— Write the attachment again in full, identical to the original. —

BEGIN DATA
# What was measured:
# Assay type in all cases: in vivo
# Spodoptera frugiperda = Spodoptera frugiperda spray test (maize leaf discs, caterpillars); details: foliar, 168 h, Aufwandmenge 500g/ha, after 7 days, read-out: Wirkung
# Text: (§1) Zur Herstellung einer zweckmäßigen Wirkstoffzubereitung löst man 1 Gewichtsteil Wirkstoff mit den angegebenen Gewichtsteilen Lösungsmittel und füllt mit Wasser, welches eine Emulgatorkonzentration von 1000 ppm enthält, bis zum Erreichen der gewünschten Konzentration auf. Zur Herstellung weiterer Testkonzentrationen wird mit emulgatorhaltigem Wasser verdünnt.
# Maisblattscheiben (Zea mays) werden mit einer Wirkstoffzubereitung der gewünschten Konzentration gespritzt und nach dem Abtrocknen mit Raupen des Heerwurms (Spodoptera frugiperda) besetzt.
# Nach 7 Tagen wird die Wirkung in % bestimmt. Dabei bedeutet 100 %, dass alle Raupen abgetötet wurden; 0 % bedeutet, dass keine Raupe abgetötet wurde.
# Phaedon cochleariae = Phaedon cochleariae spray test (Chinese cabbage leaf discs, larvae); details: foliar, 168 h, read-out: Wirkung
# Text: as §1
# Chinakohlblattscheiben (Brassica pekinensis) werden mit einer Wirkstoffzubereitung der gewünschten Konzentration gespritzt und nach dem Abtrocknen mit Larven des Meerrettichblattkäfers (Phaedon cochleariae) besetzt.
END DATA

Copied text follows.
# What was measured:
# Assay type in all cases: in vivo
# Spodoptera frugiperda = Spodoptera frugiperda spray test (maize leaf discs, caterpillars); details: foliar, 168 h, Aufwandmenge 500g/ha, after 7 days, read-out: Wirkung
# Text: (§1) Zur Herstellung einer zweckmäßigen Wirkstoffzubereitung löst man 1 Gewichtsteil Wirkstoff mit den angegebenen Gewichtsteilen Lösungsmittel und füllt mit Wasser, welches eine Emulgatorkonzentration von 1000 ppm enthält, bis zum Erreichen der gewünschten Konzentration auf. Zur Herstellung weiterer Testkonzentrationen wird mit emulgatorhaltigem Wasser verdünnt.
# Maisblattscheiben (Zea mays) werden mit einer Wirkstoffzubereitung der gewünschten Konzentration gespritzt und nach dem Abtrocknen mit Raupen des Heerwurms (Spodoptera frugiperda) besetzt.
# Nach 7 Tagen wird die Wirkung in % bestimmt. Dabei bedeutet 100 %, dass alle Raupen abgetötet wurden; 0 % bedeutet, dass keine Raupe abgetötet wurde.
# Phaedon cochleariae = Phaedon cochleariae spray test (Chinese cabbage leaf discs, larvae); details: foliar, 168 h, read-out: Wirkung
# Text: as §1
# Chinakohlblattscheiben (Brassica pekinensis) werden mit einer Wirkstoffzubereitung der gewünschten Konzentration gespritzt und nach dem Abtrocknen mit Larven des Meerrettichblattkäfers (Phaedon cochleariae) besetzt.